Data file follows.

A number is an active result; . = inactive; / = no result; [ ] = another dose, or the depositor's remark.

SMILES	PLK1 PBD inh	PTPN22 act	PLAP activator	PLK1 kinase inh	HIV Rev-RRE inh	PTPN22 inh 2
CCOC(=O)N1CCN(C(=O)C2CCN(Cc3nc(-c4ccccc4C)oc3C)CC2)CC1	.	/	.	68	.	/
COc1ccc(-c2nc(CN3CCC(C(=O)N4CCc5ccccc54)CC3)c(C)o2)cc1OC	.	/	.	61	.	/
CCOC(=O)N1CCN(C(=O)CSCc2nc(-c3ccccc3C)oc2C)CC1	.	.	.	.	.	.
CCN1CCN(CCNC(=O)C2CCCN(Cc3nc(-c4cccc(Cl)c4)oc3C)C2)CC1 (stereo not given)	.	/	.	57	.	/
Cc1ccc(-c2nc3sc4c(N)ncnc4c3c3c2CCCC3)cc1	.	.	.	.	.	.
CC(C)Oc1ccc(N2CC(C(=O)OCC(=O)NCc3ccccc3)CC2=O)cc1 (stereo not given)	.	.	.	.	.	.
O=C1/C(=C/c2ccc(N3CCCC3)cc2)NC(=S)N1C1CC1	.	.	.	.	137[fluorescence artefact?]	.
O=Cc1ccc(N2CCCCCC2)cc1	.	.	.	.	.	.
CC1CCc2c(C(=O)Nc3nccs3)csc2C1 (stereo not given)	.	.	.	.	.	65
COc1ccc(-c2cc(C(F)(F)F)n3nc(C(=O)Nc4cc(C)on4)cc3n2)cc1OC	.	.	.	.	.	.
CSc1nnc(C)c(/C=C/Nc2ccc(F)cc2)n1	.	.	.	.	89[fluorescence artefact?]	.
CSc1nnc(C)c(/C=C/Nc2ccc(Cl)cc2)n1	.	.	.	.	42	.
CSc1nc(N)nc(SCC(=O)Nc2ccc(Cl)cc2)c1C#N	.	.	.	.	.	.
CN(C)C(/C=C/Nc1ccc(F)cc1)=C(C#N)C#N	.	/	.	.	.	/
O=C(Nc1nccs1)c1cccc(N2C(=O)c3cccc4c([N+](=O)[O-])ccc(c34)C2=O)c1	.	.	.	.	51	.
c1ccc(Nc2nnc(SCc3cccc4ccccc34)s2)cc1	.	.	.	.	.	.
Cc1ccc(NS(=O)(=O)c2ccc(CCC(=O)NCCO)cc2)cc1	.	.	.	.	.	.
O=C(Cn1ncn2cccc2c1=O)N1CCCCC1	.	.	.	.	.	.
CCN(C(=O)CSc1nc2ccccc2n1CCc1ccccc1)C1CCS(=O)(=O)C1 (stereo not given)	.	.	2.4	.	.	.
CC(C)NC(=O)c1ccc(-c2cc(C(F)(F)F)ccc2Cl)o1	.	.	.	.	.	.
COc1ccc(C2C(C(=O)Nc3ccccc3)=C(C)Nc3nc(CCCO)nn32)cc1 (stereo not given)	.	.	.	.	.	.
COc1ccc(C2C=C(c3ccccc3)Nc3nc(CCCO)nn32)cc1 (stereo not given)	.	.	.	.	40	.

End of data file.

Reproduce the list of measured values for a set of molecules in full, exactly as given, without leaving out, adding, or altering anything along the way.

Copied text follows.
A number is an active result; . = inactive; / = no result; [ ] = another dose, or the depositor's remark.

SMILES	PLK1 PBD inh	PTPN22 act	PLAP activator	PLK1 kinase inh	HIV Rev-RRE inh	PTPN22 inh 2
CCOC(=O)N1CCN(C(=O)C2CCN(Cc3nc(-c4ccccc4C)oc3C)CC2)CC1	.	/	.	68	.	/
COc1ccc(-c2nc(CN3CCC(C(=O)N4CCc5ccccc54)CC3)c(C)o2)cc1OC	.	/	.	61	.	/
CCOC(=O)N1CCN(C(=O)CSCc2nc(-c3ccccc3C)oc2C)CC1	.	.	.	.	.	.
CCN1CCN(CCNC(=O)C2CCCN(Cc3nc(-c4cccc(Cl)c4)oc3C)C2)CC1 (stereo not given)	.	/	.	57	.	/
Cc1ccc(-c2nc3sc4c(N)ncnc4c3c3c2CCCC3)cc1	.	.	.	.	.	.
CC(C)Oc1ccc(N2CC(C(=O)OCC(=O)NCc3ccccc3)CC2=O)cc1 (stereo not given)	.	.	.	.	.	.
O=C1/C(=C/c2ccc(N3CCCC3)cc2)NC(=S)N1C1CC1	.	.	.	.	137[fluorescence artefact?]	.
O=Cc1ccc(N2CCCCCC2)cc1	.	.	.	.	.	.
CC1CCc2c(C(=O)Nc3nccs3)csc2C1 (stereo not given)	.	.	.	.	.	65
COc1ccc(-c2cc(C(F)(F)F)n3nc(C(=O)Nc4cc(C)on4)cc3n2)cc1OC	.	.	.	.	.	.
CSc1nnc(C)c(/C=C/Nc2ccc(F)cc2)n1	.	.	.	.	89[fluorescence artefact?]	.
CSc1nnc(C)c(/C=C/Nc2ccc(Cl)cc2)n1	.	.	.	.	42	.
CSc1nc(N)nc(SCC(=O)Nc2ccc(Cl)cc2)c1C#N	.	.	.	.	.	.
CN(C)C(/C=C/Nc1ccc(F)cc1)=C(C#N)C#N	.	/	.	.	.	/
O=C(Nc1nccs1)c1cccc(N2C(=O)c3cccc4c([N+](=O)[O-])ccc(c34)C2=O)c1	.	.	.	.	51	.
c1ccc(Nc2nnc(SCc3cccc4ccccc34)s2)cc1	.	.	.	.	.	.
Cc1ccc(NS(=O)(=O)c2ccc(CCC(=O)NCCO)cc2)cc1	.	.	.	.	.	.
O=C(Cn1ncn2cccc2c1=O)N1CCCCC1	.	.	.	.	.	.
CCN(C(=O)CSc1nc2ccccc2n1CCc1ccccc1)C1CCS(=O)(=O)C1 (stereo not given)	.	.	2.4	.	.	.
CC(C)NC(=O)c1ccc(-c2cc(C(F)(F)F)ccc2Cl)o1	.	.	.	.	.	.
COc1ccc(C2C(C(=O)Nc3ccccc3)=C(C)Nc3nc(CCCO)nn32)cc1 (stereo not given)	.	.	.	.	.	.
COc1ccc(C2C=C(c3ccccc3)Nc3nc(CCCO)nn32)cc1 (stereo not given)	.	.	.	.	40	.